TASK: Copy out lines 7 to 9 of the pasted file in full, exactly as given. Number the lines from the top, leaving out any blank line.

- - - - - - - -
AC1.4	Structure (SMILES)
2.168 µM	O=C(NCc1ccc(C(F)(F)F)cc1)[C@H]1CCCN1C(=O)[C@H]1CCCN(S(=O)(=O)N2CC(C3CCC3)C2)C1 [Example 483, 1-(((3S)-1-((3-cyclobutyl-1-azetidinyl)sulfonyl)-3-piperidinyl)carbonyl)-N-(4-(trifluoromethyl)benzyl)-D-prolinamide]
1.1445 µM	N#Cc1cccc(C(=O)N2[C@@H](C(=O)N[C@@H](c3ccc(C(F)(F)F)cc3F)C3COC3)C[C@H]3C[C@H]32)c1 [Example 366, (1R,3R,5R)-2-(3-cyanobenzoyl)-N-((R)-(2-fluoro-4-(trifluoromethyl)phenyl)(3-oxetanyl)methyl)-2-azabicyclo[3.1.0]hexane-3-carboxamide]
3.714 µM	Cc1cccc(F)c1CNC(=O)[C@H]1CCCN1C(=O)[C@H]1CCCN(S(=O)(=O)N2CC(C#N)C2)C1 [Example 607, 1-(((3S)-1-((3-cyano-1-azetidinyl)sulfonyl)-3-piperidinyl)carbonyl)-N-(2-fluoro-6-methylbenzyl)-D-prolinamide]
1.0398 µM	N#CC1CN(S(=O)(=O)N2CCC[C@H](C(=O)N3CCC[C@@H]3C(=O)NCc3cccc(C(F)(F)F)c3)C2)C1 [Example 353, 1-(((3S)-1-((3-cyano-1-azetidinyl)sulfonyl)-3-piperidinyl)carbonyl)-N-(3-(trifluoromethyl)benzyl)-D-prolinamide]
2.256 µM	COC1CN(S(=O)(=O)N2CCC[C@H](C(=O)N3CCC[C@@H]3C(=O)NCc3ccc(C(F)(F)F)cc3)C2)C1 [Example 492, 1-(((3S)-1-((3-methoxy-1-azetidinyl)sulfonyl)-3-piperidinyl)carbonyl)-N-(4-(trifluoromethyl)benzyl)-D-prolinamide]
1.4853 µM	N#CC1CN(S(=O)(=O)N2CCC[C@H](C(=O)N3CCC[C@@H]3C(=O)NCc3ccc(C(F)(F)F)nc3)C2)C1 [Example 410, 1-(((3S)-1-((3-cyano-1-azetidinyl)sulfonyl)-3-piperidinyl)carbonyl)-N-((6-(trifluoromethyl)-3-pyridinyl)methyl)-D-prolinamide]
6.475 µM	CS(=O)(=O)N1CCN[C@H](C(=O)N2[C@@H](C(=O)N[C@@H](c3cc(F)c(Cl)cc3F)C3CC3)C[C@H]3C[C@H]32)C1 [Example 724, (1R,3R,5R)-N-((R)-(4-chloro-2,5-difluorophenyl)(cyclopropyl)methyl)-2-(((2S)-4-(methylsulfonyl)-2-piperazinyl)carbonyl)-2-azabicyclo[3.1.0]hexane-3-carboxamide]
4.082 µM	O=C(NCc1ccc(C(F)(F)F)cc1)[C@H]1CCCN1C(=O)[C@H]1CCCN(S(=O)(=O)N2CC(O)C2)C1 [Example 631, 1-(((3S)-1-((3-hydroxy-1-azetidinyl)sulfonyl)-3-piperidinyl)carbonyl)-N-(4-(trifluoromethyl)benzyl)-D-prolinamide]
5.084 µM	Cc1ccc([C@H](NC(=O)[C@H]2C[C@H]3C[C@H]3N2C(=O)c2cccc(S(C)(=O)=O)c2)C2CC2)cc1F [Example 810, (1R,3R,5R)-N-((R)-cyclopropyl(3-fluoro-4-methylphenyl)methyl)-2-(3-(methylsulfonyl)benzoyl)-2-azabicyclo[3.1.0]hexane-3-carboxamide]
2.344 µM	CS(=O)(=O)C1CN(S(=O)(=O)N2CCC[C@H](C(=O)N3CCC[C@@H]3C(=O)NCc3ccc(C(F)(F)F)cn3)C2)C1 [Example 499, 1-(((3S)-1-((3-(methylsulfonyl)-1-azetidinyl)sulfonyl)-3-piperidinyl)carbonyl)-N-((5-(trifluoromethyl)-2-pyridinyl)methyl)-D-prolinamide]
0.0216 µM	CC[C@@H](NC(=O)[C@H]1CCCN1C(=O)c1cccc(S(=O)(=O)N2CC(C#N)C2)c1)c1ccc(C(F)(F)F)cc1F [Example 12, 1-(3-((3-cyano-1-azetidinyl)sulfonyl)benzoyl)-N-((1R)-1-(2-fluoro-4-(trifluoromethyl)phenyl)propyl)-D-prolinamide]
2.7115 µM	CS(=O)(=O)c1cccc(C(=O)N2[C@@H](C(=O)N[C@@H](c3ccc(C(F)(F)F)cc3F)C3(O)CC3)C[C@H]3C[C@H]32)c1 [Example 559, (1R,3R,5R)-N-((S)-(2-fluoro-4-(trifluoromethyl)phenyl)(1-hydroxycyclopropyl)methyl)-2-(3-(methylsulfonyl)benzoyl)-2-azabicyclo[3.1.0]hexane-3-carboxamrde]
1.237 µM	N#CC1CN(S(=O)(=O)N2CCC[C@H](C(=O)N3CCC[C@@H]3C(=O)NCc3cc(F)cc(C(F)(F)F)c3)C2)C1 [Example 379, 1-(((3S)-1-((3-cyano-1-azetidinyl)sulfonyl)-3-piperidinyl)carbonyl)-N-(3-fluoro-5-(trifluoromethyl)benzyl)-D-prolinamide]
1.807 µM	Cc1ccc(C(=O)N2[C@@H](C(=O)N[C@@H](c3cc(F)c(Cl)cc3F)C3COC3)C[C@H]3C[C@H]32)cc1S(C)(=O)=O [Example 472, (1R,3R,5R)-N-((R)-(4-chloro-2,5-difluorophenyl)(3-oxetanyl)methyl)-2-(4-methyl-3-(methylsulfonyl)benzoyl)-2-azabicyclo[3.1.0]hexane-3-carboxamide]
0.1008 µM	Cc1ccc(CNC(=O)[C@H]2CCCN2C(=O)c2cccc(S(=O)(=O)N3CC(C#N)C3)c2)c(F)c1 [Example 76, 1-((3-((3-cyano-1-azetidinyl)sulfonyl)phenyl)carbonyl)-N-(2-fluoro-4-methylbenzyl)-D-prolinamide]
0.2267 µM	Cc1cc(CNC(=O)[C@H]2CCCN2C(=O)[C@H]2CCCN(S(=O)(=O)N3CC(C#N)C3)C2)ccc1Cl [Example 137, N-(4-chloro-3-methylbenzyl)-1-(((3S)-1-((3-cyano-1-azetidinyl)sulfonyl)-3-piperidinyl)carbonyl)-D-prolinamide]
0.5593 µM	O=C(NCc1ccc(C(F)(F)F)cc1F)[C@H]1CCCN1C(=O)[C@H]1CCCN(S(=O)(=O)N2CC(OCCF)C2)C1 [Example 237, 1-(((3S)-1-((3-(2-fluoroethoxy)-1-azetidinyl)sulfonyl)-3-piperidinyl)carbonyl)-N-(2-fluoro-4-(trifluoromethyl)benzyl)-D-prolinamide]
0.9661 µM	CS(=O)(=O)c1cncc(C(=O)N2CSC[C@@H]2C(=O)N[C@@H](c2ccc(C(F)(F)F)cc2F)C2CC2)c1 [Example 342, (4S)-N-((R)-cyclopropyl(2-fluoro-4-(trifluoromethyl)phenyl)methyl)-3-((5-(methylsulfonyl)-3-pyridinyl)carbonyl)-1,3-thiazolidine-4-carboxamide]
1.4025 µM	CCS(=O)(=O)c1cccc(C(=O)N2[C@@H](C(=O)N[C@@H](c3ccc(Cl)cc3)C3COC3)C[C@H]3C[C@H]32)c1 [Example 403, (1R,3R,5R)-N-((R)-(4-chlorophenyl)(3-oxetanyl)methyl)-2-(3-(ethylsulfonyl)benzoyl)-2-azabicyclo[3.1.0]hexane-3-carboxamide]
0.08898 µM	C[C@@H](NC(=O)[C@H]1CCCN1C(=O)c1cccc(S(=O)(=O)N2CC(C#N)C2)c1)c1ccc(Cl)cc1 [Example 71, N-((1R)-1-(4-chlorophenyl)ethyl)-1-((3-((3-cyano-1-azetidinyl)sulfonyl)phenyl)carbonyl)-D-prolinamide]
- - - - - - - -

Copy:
1.4853 µM	N#CC1CN(S(=O)(=O)N2CCC[C@H](C(=O)N3CCC[C@@H]3C(=O)NCc3ccc(C(F)(F)F)nc3)C2)C1 [Example 410, 1-(((3S)-1-((3-cyano-1-azetidinyl)sulfonyl)-3-piperidinyl)carbonyl)-N-((6-(trifluoromethyl)-3-pyridinyl)methyl)-D-prolinamide]
6.475 µM	CS(=O)(=O)N1CCN[C@H](C(=O)N2[C@@H](C(=O)N[C@@H](c3cc(F)c(Cl)cc3F)C3CC3)C[C@H]3C[C@H]32)C1 [Example 724, (1R,3R,5R)-N-((R)-(4-chloro-2,5-difluorophenyl)(cyclopropyl)methyl)-2-(((2S)-4-(methylsulfonyl)-2-piperazinyl)carbonyl)-2-azabicyclo[3.1.0]hexane-3-carboxamide]
4.082 µM	O=C(NCc1ccc(C(F)(F)F)cc1)[C@H]1CCCN1C(=O)[C@H]1CCCN(S(=O)(=O)N2CC(O)C2)C1 [Example 631, 1-(((3S)-1-((3-hydroxy-1-azetidinyl)sulfonyl)-3-piperidinyl)carbonyl)-N-(4-(trifluoromethyl)benzyl)-D-prolinamide]